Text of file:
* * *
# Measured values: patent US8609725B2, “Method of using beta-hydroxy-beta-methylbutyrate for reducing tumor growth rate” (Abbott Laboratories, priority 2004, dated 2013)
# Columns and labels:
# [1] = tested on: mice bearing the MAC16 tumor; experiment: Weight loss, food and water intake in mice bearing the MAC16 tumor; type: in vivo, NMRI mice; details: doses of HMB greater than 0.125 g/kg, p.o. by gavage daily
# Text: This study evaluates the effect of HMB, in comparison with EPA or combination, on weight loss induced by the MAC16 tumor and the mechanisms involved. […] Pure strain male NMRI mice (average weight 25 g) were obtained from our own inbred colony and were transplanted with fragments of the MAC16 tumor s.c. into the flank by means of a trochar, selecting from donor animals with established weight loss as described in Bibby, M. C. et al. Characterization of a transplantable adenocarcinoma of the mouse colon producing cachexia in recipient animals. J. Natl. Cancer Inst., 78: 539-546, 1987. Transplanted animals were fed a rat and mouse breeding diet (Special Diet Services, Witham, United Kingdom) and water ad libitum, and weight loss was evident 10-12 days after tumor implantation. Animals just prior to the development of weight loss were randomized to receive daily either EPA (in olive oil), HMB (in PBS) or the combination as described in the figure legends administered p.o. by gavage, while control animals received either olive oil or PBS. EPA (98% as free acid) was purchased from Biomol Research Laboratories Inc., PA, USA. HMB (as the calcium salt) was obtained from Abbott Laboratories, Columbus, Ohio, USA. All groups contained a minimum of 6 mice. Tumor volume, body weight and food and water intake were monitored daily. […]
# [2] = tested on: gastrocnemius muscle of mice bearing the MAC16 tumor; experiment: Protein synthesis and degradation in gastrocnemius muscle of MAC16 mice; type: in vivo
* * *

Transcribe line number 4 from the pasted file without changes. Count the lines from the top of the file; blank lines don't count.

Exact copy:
# Text: This study evaluates the effect of HMB, in comparison with EPA or combination, on weight loss induced by the MAC16 tumor and the mechanisms involved. […] Pure strain male NMRI mice (average weight 25 g) were obtained from our own inbred colony and were transplanted with fragments of the MAC16 tumor s.c. into the flank by means of a trochar, selecting from donor animals with established weight loss as described in Bibby, M. C. et al. Characterization of a transplantable adenocarcinoma of the mouse colon producing cachexia in recipient animals. J. Natl. Cancer Inst., 78: 539-546, 1987. Transplanted animals were fed a rat and mouse breeding diet (Special Diet Services, Witham, United Kingdom) and water ad libitum, and weight loss was evident 10-12 days after tumor implantation. Animals just prior to the development of weight loss were randomized to receive daily either EPA (in olive oil), HMB (in PBS) or the combination as described in the figure legends administered p.o. by gavage, while control animals received either olive oil or PBS. EPA (98% as free acid) was purchased from Biomol Research Laboratories Inc., PA, USA. HMB (as the calcium salt) was obtained from Abbott Laboratories, Columbus, Ohio, USA. All groups contained a minimum of 6 mice. Tumor volume, body weight and food and water intake were monitored daily. […]